The Cape’s Female Trailblazers

Cape Cod if full of history, and that includes some of the region’s female trailblazers. There are several women who’ve left their mark on the Cape Cod area, from the arts and literature to education and civil rights.

Katharine Lee Bates

The song, “America the Beautiful” has roots in Cape Cod. The songwriter, a woman named Katharine Lee Bates, has a road named after her in Falmouth. Her family home still stands in the area, too, while a statue of Bates stands on the lawn of Falmouth Library. It’s said the author and poet wrote the song while riding the train from Massachusetts to Colorado. The region’s Shining Sea Bikeway rail trail, which stretches from North Falmouth to Woods Hole, takes its name from the patriotic tune.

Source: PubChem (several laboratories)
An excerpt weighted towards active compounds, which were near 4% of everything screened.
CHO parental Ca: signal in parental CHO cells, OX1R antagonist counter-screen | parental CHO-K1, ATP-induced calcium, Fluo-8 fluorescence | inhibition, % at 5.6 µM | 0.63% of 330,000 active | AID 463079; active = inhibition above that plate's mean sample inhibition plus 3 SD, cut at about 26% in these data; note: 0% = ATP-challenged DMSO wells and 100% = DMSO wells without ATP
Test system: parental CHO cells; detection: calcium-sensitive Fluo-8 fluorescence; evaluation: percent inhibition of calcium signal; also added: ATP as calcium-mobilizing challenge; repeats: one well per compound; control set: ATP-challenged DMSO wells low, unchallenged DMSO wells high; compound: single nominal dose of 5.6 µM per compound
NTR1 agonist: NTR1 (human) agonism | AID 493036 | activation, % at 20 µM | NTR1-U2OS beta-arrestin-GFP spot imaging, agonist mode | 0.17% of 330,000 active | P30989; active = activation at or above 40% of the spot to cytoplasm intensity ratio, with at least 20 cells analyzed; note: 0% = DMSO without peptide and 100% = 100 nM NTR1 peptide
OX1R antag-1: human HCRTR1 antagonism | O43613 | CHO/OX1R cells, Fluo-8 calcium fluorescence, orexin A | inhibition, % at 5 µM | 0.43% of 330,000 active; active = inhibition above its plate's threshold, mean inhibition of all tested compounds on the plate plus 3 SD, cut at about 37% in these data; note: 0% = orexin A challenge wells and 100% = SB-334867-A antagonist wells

Margaret Moseley

Civil rights activist Margaret Moseley moved to the Cape in the early 1960s and helped establish some local chapters of the National Association for the Advancement of Colored People. She also founded the first Fair Housing Committee on Cape Cod to help battle housing discrimination and segregation.

Eugenia Fortes

Fortes Beach is named to honor Eugenia Fortes. She also led the fight for racial equality on Cape Cod. While visiting East Beach in Hyannis Port in the mid 1940s, police asked her to leave. She refused, and now it’s named after her. Fortes also founded the NAACP’s Cape Cod chapter.

Mercy Otis Warren

You’ll find a statue of Mercy Otis Warren on the lawn of the Barnstable County Courthouse. There’s also a “Woman of the Year Award” in her honor. Warren was a playwright, a historian and a champion of women’s rights during the American Revolution.

Rose Fitzgerald Kennedy

The Kennedy name is hard to ignore. The Rose Fitzgerald Kennedy Garden sits in Hyannisport, while the JFK Hyannis Museum can be found on Main Street. Rose Kennedy wasn’t just the mother of a president. She was extremely involved in charity work.

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